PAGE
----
Comedies these days have such farcical plots that you have to just roll with it. If the idea of a man being hunted down by over a hundred of his own illegitimate children doesn’t instantly set off your BS meter, you can probably handle Delivery Man’s multitude of plot holes, inconsistencies, and “yeah right” moments. In reality, the contract of an anonymous sperm donor is rock solid. In the world of Delivery Man, however, David Wozniak has to deal with the fact that 142 of his 500 plus sperm donations are suing to know his identity. On top of this, he has to deal with becoming a “real” father as he accidentally knocked up his on-again-off-again girlfriend.
After Vaughn learns the identity of the lawsuit children, he takes to stalking them and playing guardian angel. Stalking one of his “daughters”, he defends her from catcalls. For a musician “son”, he encourages donations to his street performances. One particularly offensive thing is the way Scott portrays a daughter who overdoses on heroin. Vaughn has the opportunity to send the 17-year old addict to rehab, but instead chooses to take it on faith that she can handle it herself, making it painfully obvious that Scott has never dealt with drug addiction in any capacity. For anyone reading this, in case you didn’t know, send them to rehab. Disappointingly (for the films own potential), she keeps her word to this man she has never met before, presumably kicking her nasty drug habit and becoming a tax-paying citizen overnight. What a great opportunity to teach Vaughn’s character a harsh lesson about parenthood wasted.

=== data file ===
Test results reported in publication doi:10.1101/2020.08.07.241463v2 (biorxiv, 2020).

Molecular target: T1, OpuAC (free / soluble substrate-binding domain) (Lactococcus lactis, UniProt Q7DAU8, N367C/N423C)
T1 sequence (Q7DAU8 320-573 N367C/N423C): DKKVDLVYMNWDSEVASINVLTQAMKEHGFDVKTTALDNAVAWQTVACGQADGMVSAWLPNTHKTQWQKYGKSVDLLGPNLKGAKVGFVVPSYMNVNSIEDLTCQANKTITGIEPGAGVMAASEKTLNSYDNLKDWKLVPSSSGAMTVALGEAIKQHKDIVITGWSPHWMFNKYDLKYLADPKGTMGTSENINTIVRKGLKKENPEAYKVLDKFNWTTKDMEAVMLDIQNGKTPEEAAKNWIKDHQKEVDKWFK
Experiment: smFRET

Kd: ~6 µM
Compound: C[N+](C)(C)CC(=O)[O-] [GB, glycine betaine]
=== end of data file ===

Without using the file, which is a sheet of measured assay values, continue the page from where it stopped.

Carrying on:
Parks and Recreation star Chris Pratt plays opposite Vaughn, as his comically stupid lawyer friend. Their exchanges are often hilarious, but still fail to carry the necessary weight, given how much screen time they take up. Pratt brings much of the films comedy, but might conflict a little too much with the realism of the film. It seemed the writers could not decide whether to make Pratt the responsible one of the duo, or to make him Homer Simpson. He alternates between the two, but plays both roles well. In some scenes, he gives lucid legal advice to Vaughn, while other scenes show him being entirely cartoonish. It may be a nitpick, but it just shows another symptom of a sloppy screenplay, that such a crucial character is not entirely focused. His childlike demeanor in the courtroom scenes exist to show just how open-and-shut this case is.
Vaughn’s character also owes 80 grand to some seedy folk, adding a sense of urgency to the film that feels artificial. This is basic screenwriting 101 stuff. A plot device like this should be more ingrained within the film. It ends up being his reason for countersuing the sperm donation facility for defamation. Wouldn’t greed be a much more interesting motivator, though? Also, this falls flat because the stakes of his trial aren’t that serious. There should be some consequences when his children find out who he is. Instead, they are joyous and relieved. This is all fine and good for the feel-good factor, but I wanted some more authenticity added to the stakes.
In the end, Delivery Man doesn’t quite have the comedic chops to be a great comedy, nor does it have the dramatic chops to be a great dramedy. And that is the problem. No matter how much I was enjoying the movie, I just felt it wasn’t something I would ever want to come back to. When I think of any film that I love, I think of those classic moments, moments which were sorely missed in Delivery Man. Still, there are a lot worse films in theaters right now and this one is quite enjoyable.